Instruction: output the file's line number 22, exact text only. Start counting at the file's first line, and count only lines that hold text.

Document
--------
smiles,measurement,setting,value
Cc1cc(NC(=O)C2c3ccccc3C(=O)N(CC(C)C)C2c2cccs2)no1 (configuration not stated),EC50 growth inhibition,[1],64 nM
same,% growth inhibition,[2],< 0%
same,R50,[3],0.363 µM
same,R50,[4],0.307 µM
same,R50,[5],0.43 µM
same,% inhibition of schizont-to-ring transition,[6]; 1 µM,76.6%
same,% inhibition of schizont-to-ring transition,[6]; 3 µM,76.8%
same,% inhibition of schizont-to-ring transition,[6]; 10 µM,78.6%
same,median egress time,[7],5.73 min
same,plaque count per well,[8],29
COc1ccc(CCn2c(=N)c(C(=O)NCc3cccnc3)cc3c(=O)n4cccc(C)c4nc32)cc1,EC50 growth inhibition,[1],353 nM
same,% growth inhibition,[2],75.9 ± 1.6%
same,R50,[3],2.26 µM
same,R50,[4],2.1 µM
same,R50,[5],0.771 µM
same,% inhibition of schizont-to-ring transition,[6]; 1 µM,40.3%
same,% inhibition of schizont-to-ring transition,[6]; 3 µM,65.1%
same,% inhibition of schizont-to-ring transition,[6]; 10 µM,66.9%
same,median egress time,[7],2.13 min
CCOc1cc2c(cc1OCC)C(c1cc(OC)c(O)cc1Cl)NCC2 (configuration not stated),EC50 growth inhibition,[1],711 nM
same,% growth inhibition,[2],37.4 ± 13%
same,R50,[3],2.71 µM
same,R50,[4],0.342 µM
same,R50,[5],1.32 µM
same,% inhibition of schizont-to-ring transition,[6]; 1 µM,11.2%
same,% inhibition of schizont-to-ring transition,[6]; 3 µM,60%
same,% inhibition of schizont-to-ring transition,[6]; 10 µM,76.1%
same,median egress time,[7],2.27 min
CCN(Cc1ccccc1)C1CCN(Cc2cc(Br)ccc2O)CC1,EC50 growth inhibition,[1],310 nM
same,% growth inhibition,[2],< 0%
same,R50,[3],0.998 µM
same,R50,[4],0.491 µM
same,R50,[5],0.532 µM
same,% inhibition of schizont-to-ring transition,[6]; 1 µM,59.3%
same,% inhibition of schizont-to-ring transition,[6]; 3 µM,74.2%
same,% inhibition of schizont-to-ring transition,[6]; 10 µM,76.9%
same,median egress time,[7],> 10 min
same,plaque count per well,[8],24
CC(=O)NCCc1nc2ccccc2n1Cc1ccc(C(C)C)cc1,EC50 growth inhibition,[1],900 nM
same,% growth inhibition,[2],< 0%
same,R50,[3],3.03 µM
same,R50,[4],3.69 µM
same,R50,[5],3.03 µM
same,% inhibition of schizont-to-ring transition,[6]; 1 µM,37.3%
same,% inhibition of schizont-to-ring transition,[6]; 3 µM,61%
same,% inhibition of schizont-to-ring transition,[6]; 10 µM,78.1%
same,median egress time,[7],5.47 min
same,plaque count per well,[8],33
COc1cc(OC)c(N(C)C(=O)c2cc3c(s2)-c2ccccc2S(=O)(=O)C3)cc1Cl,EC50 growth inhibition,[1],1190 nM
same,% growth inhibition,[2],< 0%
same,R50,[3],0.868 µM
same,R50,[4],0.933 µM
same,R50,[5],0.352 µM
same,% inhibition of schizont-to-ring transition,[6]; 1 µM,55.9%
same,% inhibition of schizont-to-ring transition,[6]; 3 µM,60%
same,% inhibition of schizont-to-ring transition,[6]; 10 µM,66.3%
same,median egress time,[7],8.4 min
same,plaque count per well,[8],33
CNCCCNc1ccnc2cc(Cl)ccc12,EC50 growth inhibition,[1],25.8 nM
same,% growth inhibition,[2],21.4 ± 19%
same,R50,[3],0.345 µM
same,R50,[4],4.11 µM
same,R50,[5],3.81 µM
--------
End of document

same,% growth inhibition,[2],37.4 ± 13%